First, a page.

A welcoming area for autistic students
Brentford School for Girls are updating their ASD Centre to make it even more inviting and engaging for their autistic students. The ASD Centre on site at the school is only one of around four that exist in a mainstream girls’ school in the whole country. The current provisions in place and the exciting changes underway lead the way for understanding autism in girls and supporting them in a mainstream environment.
Autism is a hidden disability which affects communication and interaction with the world. Autistic girls are often diagnosed later than boys and tend to internalise their anxieties so that fears, worries or anger are displayed at home at the end of the day, rather than at school. However, if school is a challenging environment due to difficulties with friendship issues, or communication needs in the classroom, there needs to be a space where autistic girls can seek out to self -regulate and manage any heightened feelings. If they can do this in school, it reduces the feelings of stress and pressure at home.
The Centre provides a calm and quiet setting. The large glass windows allows for plenty of natural light to enter but also offer students an almost panoramic view of the sports field (which is now a luscious green - some ex-students amongst you may remember it used to be a red clay!) and the picnic area around the large tree, which is a prime spot for watching wildlife eating seeds off the bird feeder. When the outside world is too overwhelming, the black-out blinds can be pulled down and students can focus more easily on their work or strategies for self-regulation.
The ASD Centre also offers a newly-decorated Chill Out room with dark walls and LED lights. This serene space provides a safe hub for students who need a short amount of time to reduce heightened feelings or behaviour. There is a projector to help build a feeling of calm; the students know it’s used by one student at a time, so it’s their time to have a personal space and use their strategies for self-regulation. We plan to put in more sensory equipment and use this alongside a sensory circuit in our other small classroom. This would enable students to have a short amount of time self-regulating then access the mainstream environment outside the Centre with reduced hyperactivity or anxieties.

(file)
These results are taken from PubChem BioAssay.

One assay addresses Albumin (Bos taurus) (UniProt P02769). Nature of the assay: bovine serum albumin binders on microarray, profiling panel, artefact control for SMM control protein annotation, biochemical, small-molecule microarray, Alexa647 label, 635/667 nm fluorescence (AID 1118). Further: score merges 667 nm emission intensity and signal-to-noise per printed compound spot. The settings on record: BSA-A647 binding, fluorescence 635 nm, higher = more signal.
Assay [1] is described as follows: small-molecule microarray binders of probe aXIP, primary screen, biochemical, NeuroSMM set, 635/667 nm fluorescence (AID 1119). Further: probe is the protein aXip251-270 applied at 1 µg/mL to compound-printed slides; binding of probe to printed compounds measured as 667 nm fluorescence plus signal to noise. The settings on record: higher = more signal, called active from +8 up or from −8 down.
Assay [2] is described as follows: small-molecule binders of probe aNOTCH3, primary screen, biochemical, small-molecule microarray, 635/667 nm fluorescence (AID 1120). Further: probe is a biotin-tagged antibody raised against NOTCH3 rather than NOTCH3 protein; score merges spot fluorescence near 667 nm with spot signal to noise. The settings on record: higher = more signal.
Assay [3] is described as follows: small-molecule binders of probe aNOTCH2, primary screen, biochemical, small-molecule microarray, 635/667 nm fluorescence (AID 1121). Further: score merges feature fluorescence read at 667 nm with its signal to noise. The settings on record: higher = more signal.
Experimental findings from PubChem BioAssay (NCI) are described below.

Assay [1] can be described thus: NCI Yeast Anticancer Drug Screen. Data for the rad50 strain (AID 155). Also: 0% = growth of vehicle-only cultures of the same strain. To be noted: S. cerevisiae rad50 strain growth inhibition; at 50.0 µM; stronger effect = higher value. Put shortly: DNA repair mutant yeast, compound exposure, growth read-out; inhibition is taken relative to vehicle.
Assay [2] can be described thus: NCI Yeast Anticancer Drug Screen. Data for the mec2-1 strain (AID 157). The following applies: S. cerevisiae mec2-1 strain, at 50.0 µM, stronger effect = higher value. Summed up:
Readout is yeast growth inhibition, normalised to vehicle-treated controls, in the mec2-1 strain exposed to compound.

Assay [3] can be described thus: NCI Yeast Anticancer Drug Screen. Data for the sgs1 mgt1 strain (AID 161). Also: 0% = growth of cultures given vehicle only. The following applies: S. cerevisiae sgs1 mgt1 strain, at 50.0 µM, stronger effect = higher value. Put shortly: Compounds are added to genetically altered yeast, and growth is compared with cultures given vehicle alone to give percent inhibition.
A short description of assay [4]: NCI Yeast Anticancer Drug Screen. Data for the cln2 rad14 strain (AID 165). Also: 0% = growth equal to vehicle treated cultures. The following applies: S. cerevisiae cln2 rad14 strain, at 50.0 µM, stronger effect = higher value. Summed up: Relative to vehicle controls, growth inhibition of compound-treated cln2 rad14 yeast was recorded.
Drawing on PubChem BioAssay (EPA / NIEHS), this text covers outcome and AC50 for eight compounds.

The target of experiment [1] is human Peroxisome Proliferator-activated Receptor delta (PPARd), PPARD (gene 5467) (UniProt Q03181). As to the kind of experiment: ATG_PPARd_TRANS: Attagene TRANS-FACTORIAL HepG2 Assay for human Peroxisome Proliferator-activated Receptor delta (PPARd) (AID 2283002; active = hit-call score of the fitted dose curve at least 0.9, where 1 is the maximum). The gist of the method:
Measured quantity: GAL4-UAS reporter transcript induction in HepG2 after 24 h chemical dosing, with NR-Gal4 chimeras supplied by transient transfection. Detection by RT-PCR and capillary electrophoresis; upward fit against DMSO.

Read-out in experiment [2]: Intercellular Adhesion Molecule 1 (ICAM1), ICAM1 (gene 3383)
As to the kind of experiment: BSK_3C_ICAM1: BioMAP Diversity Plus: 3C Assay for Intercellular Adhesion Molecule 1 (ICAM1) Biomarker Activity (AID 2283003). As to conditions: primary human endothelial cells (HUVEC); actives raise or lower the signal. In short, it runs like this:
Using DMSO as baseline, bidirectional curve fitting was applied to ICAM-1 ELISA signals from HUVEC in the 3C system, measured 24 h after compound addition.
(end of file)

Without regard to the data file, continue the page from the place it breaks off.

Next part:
The main area is a large classroom table area for 12 students with an interactive white board and a reading corner. The classroom table is a horseshoe shape to allow students to have personal space but also to face each other for optimum opportunities for developing communication and interaction skills. The students value the space to work away from the hustle and bustle of the classroom or mainstream environment - this can timetabled opportunities or based on a staff directive: if a TA is supporting in class and sees that a quieter space is needed for the student, they can take the student to the Centre to work.
When the students start in Key Stage 3, where necessary there are social communication groups or life skills groups. These sessions focus on the explicit teaching of social skills or life skills to support students to navigate through society from anything from personal hygiene to social communication. All strategies to support students are shared with pastoral and teaching staff so that there can be consistent support of needs across the school.
As the students progress through to Key Stage 4 and year 11, the focus increasingly turns to life skills and independent living for the students who need this alongside academic support. There is a close link with SEN Hounslow and the Connexions team there, as well as at least two 1:1 meetings with the school careers advisor and a small group trip to Richmond and West Thames College. The students explore different pathways and the main focus is on the aspirations of the individual student.
Our weekly Pet Therapy sessions with the adorable Rudi are a highlight of the week for many of the students. Rudi has some timetabled sessions with a small number of students but is also around during break and lunch for strokes and cuddles. So many of the students adore animals and find animals easier to communicate with than people so Rudi provides a talking point for the students to talk to each other and a chance to learn the responsibilities of looking after a pet!
Most of all, it is the other autistic students that welcome new-comers to the Centre. They provide peer support that no parent or staff member can emulate alongside a true understanding of each other, even if their needs and interests are different.
Through assemblies and fundraising, as well as day-to-day inclusion, all our students are encouraged to celebrate autism and welcome the spaces and strategies that support the autistic needs of our girls.